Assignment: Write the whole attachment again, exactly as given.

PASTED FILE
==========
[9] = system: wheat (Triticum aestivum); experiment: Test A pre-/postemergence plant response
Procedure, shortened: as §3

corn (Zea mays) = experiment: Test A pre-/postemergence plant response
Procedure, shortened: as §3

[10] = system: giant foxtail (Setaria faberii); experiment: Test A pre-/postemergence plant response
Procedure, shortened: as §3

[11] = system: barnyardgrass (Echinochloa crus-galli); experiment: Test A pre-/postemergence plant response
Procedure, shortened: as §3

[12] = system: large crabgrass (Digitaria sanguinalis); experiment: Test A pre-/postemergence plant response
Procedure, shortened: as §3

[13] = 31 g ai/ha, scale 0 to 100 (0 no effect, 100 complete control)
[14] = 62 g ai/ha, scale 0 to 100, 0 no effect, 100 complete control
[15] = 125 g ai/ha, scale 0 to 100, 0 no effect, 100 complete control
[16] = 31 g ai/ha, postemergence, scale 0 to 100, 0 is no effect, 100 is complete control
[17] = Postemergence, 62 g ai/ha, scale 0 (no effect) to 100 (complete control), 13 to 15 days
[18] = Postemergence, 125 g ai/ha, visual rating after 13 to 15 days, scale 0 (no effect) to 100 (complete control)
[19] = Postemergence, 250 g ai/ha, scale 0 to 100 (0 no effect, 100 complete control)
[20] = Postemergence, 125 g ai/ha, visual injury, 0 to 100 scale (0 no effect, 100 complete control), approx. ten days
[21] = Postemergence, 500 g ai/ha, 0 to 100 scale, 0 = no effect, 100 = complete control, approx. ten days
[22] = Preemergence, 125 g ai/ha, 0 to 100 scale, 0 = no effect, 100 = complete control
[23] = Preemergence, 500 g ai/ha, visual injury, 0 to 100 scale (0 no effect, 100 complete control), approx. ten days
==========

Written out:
[9] = system: wheat (Triticum aestivum); experiment: Test A pre-/postemergence plant response
Procedure, shortened: as §3

corn (Zea mays) = experiment: Test A pre-/postemergence plant response
Procedure, shortened: as §3

[10] = system: giant foxtail (Setaria faberii); experiment: Test A pre-/postemergence plant response
Procedure, shortened: as §3

[11] = system: barnyardgrass (Echinochloa crus-galli); experiment: Test A pre-/postemergence plant response
Procedure, shortened: as §3

[12] = system: large crabgrass (Digitaria sanguinalis); experiment: Test A pre-/postemergence plant response
Procedure, shortened: as §3

[13] = 31 g ai/ha, scale 0 to 100 (0 no effect, 100 complete control)
[14] = 62 g ai/ha, scale 0 to 100, 0 no effect, 100 complete control
[15] = 125 g ai/ha, scale 0 to 100, 0 no effect, 100 complete control
[16] = 31 g ai/ha, postemergence, scale 0 to 100, 0 is no effect, 100 is complete control
[17] = Postemergence, 62 g ai/ha, scale 0 (no effect) to 100 (complete control), 13 to 15 days
[18] = Postemergence, 125 g ai/ha, visual rating after 13 to 15 days, scale 0 (no effect) to 100 (complete control)
[19] = Postemergence, 250 g ai/ha, scale 0 to 100 (0 no effect, 100 complete control)
[20] = Postemergence, 125 g ai/ha, visual injury, 0 to 100 scale (0 no effect, 100 complete control), approx. ten days
[21] = Postemergence, 500 g ai/ha, 0 to 100 scale, 0 = no effect, 100 = complete control, approx. ten days
[22] = Preemergence, 125 g ai/ha, 0 to 100 scale, 0 = no effect, 100 = complete control
[23] = Preemergence, 500 g ai/ha, visual injury, 0 to 100 scale (0 no effect, 100 complete control), approx. ten days